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#2 Stosh

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Posted 09 October 2014 - 01:16 PM

Lodge activities are only as good as the people leading them. Stosh lesson for leadership: "Take care of your boys." Please explain to me even one small iota of leadership from this lodge. Please explain to me even one small iota of "Helpful", "Courteous", or "Kind" in this situation. If this situation had been my son and I, the evening would have been spent with him and I spending the night at the campfire splitting a bowl of popcorn and talking about how life works instead of heading off for some OA thingy. We are known by the company we keep. Stosh
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#3 st0ut717

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Posted 09 October 2014 - 01:19 PM

I cant say if they handled it correctly or not. maybe the best they could do with a bad situation. I would say something about how you perceive the election: My son has been in scouting since tigers AOL. Made first class after 14 calender months in the troop. First year at camp he earned 3 eagle required and wilderness survival. Second year (July 2014) he took wilderness survival because he thought it was a blast and didnt care he was only going to earn 3 merit badges out of a possible 6. So here we are a small 12 yo with some maturity issues. also a geek dungeons and dragons player. But he works hard at scouts always takes care of other scouts. will lend a cliff bar to a fellow scout if he has one and the other scout is hungry. I was like you OA will never happen or him at least not now. too immature too small too geeky not with the IN crowd. I was taking BSA guard at the time so during the elections I was in the water. I have no idea whats going on at camp. I get back to camp and the other adults are smiling at me like we got a secret but due to BSA guard all i can really do is eat and goto bed. Turns out he was elected i was shocked and surprised and a very proud dad. He did his ordeal in August. Funny thing is whenever i project my limitations onto him, to protect him and make sure he isnt setup for failure he tends to smash right through them without even trying. Dont underestimate the boys they'll surprise you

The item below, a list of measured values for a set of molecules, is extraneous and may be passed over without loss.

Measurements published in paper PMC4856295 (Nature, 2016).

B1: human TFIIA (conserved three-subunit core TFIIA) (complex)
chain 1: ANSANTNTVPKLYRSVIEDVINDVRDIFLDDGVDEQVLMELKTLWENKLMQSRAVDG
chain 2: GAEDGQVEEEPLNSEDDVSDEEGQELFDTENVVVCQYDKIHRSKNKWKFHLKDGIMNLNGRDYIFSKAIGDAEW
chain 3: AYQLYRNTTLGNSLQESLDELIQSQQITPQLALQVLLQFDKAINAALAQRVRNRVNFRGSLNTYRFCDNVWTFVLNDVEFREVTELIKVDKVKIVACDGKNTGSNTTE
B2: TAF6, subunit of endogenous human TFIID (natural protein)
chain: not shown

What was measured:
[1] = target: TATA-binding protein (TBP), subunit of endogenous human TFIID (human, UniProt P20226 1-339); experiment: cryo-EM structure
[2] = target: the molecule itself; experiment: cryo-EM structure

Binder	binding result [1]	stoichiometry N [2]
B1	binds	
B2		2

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#4 st0ut717

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Posted 09 October 2014 - 01:21 PM

And I concor with stosh on his points as well
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#5 signman

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Posted 09 October 2014 - 01:46 PM